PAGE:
The number of students taking ICT at GCSE level increased in 2012, despite a decline in top grades for the subject and an overall decline in GCSE results for the first time in 24 years.
An estimated 658,000 16-year olds across the UK received their results today. Of those, 53,197 took the ICT exam this year – an increase of 12.8% on last year’s 47,128.
Encouragingly, 23,590 females took the ICT exam in 2012, compared with 21,385 last year. Some 29,607 boys opted to sit this year’s paper, up from 25,743 last year.
Although the number of students taking ICT increased, top grades declined. A* grades dropped across the board, from 9.3% in 2011 to 7.1% this year. A grades also slipped, from 32.1% to 28.7%. The results come amid concerns that students have been unfairly and harshly graded this year to meet government standards.
Due to pressure on examiners from exam regulator Ofqual, harsher grading has been exercised this year. Backed by education secretary Michael Gove as a way to curb inflation, Ofqual has warned exam regulators across the country that they have to justify any results that are notably different to previous years.
ICT classes to be scrapped
Regardless of the increase in ICT students in 2012, the ICT curriculum will be scrapped in schools from September.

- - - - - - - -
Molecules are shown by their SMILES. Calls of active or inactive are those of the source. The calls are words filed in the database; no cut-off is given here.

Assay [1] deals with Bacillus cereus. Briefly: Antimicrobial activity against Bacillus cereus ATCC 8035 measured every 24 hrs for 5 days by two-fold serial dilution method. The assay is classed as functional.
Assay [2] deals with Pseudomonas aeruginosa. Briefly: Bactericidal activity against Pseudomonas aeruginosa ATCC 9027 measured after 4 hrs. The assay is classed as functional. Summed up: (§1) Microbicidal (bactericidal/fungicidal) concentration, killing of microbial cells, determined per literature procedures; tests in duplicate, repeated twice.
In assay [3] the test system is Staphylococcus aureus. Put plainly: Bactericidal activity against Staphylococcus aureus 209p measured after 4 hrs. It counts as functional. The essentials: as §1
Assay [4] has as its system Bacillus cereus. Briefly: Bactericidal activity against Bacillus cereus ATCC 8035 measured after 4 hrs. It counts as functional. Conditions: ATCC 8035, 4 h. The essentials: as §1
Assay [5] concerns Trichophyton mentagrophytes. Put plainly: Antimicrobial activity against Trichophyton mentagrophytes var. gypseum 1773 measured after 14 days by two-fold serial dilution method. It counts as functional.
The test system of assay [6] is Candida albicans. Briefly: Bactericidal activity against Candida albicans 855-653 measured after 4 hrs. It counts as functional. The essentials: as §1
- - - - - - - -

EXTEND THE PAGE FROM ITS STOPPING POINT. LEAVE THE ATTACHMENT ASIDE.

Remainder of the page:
In June, The Corporate IT Forum's Education and Skills Commission condemned the government’s decision to scrap the ICT curriculum. Members of the commission argued that the current programme should be kept in place until a new computer science-based curriculum is introduced in September 2014.
Maths on the decline
Furthermore, the percentage of students achieving A* to C grades for maths dropped by 0.4% to 58.4% this year.
“What this shows is a failure in our education system during the early and primary years to help young people who need the most support," said John Cridland, CBI director-general. "In naths, for instance, there is an alarming drift in the performance of children from poorer backgrounds between the ages of seven and 11, and too few catch up by the time they are 16.
“Improving attainment in our schools is critical to the future success of our economy and society. Raising ambition and aspiration for all should be the focus of our school system. Creating a thirst for learning and delivering a rigorous, meaningful curriculum is a national priority, which needs to be urgently tackled,” he said.
Despite the drop in GCSEs overall, schools minister Nick Gibb said tens of thousands of young people were today reaping the rewards of their hard work over the past two years.
“It is right that we congratulate students on their results and thank the inspirational heads, teachers and support staff that have helped them succeed. They can all be proud of their achievements,” he said.